1) Reading about the "alleged" shooter Jared Loughner, it's hard for me to gin up anger towards him despite the evil act he's accused of. I suppose the reason is because of the complete irrationality of what he did--this isn't, say, a guy who committed murder to serve some material aim (stealing a wallet, say) or to fulfill a political goal (like the 9/11 hijackers) or some hateful end (such as someone who murders a person because of their race/ethnicity). The guy was so clearly off the deep end--or at least it appears that way now, an investigation may uncover more--that the whole thing is just sad. Here's a truly crazy, sad person whose brain was so off that he did something like this. And his mugshot just reinforces that.
2) Sarah Palin yet again reinforces what her critics have always said about her. Here she had a chance to display class and statesmanship, and if she is planning to run for Prez in 2012 (as many believe, though I have doubts she even wants that), this could be a chance to boost her ratings. Due to the shooting of a congresswoman that Palin had "targeted" for defeat last year, and due to Palin's gun imagery in her campaigning, the former VP candidate has been under the spotlight this past week. This was a chance for her to address that--to take an opportunity to call for greater civility in our political discourse, to express regret for having used unfortunate imagery that, while it did not lead to this shooting incident, was at least in poor taste. Instead, Sarah goes ahead and (a) spreads blame for all this across the political spectrum; (b) contradicts this point by noting that political discourse has always been violent, as debates used to be settled with dueling; and (c) made herself the victim, using the unfortunate phrase "blood libel", comparing (most likely unwittingly) her plight to that of medieval Jews who were blamed falsely for murdering Christian babies. Way to go, you class act!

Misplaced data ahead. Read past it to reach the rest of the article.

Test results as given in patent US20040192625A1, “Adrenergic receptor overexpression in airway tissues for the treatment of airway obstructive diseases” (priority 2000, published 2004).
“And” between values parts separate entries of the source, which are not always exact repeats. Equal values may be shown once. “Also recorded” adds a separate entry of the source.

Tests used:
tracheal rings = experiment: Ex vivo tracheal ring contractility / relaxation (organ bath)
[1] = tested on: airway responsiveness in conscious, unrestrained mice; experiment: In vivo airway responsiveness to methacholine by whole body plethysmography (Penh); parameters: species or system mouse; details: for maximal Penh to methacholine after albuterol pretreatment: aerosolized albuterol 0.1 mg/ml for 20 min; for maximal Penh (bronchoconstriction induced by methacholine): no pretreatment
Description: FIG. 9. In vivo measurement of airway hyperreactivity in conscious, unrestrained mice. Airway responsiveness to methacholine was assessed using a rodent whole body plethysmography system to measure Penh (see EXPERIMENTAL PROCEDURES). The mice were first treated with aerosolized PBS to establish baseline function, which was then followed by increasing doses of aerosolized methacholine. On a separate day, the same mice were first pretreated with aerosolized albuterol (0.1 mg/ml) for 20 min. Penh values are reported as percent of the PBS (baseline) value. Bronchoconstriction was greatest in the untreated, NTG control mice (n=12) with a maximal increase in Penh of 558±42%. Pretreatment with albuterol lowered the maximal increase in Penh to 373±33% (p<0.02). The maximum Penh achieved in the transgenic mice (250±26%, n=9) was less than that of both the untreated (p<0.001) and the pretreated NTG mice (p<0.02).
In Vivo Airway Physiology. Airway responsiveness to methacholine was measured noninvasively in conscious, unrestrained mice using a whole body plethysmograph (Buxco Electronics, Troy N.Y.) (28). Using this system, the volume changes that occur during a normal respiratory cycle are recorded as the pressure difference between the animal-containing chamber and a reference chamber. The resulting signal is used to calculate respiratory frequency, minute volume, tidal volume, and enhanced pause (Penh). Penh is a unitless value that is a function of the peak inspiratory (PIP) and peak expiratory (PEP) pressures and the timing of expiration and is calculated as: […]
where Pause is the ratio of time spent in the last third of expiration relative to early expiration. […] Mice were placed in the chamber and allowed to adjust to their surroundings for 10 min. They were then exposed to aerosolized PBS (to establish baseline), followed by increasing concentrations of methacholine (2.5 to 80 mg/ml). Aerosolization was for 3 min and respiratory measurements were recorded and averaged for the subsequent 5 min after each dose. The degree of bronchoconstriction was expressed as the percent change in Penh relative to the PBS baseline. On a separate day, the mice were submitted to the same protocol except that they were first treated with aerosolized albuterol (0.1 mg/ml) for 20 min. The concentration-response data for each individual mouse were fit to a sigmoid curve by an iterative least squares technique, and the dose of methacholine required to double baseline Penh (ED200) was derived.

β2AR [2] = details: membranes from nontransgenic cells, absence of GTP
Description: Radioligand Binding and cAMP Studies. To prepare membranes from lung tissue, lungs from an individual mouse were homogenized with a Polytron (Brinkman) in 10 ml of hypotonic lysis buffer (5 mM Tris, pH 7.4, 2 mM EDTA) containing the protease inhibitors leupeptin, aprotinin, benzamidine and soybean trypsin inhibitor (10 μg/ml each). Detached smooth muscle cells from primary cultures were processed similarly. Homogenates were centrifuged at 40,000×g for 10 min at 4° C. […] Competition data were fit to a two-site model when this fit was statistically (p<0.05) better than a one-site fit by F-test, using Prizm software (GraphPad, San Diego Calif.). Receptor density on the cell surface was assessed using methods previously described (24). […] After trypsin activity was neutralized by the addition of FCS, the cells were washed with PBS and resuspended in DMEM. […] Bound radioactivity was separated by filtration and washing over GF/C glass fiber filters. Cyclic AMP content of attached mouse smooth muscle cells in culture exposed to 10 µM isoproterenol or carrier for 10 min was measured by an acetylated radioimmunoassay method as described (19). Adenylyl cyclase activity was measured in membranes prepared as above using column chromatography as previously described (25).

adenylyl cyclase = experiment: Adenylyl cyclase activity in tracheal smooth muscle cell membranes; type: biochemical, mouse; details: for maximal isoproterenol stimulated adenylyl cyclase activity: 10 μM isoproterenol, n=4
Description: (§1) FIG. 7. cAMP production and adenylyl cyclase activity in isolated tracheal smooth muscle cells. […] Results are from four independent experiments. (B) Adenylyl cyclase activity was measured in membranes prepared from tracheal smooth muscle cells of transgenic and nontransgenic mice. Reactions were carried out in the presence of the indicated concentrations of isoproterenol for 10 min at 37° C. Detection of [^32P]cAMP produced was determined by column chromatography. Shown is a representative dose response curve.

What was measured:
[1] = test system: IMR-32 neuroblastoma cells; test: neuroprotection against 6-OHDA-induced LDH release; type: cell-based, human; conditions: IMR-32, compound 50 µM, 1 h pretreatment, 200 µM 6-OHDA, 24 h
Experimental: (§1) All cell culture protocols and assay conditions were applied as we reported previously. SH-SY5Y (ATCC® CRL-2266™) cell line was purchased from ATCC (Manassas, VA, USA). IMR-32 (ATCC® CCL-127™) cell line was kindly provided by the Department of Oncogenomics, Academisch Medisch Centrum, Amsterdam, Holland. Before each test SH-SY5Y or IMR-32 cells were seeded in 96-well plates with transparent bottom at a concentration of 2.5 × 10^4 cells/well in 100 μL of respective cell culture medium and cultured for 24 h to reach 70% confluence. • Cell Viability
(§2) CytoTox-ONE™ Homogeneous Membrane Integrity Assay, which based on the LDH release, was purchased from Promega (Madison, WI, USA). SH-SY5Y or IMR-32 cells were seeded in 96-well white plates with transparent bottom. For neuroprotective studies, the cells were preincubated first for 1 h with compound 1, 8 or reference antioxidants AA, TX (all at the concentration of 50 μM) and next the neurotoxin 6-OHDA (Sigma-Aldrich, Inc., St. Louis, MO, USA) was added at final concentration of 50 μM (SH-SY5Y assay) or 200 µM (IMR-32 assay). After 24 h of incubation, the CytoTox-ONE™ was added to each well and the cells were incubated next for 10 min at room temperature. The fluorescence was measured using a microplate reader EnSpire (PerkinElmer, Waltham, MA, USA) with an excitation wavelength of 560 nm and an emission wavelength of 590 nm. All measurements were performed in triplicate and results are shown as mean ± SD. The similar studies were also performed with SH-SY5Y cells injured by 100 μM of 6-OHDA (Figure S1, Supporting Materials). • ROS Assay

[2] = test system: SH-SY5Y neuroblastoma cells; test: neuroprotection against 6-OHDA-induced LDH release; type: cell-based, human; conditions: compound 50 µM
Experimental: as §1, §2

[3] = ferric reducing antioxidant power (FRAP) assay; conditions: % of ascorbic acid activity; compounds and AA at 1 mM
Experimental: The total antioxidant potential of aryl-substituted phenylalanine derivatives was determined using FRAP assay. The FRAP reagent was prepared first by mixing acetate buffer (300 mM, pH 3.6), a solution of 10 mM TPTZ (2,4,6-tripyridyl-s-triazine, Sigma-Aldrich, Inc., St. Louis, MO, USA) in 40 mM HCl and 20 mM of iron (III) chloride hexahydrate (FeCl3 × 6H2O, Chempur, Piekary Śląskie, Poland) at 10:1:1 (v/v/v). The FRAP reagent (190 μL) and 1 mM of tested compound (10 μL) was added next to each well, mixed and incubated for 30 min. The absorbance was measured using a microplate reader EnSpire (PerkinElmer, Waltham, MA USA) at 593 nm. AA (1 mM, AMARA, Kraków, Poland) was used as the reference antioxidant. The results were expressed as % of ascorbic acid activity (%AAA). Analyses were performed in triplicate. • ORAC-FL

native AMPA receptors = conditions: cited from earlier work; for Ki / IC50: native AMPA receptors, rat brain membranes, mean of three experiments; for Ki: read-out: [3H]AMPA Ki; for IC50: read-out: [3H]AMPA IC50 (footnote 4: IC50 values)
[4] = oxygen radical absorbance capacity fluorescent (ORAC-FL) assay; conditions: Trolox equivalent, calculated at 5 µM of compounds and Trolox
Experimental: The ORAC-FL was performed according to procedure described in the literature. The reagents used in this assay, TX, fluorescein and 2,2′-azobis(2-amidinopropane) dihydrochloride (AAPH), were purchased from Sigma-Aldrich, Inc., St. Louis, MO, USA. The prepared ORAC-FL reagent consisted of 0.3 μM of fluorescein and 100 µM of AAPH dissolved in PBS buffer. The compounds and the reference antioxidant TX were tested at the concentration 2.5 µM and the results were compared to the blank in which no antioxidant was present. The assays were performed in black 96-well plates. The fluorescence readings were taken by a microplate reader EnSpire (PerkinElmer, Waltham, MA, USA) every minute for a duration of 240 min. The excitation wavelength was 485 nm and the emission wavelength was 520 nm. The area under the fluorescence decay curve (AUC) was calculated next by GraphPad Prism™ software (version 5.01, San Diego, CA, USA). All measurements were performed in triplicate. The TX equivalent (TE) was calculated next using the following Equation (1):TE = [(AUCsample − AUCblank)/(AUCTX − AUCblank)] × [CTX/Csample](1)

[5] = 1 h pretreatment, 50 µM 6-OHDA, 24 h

3) Again, there just seems to be no way to prevent this sort of thing. Politicians are always going to trade down personal security in favor of access to voters, and even under the strictest gun control regime we cannot keep a determined person from getting a firearm. Can we pass some law preventing anyone from bringing a gun within 1000 feet of a federal official? Sure, but absent searching everyone who wants to get near their representative, this isn't going to do much.
4) This also illustrates how helpless we are in dealing with the mentally ill. Loughner had displayed a lot of signs over the years, though it seems the behavior only really looks that bad in retrospect. An antisocial person who rants on the Internet and has strained friendships, can't hold a job, unnerves others? Hell, that's half of society. Haven't you seen teenagers these days? Even when we're clear that someone has a problem there's no easy treatment. Had it not been for this incident, it's entirely possibly this guy would have just suffered along unnoticed.
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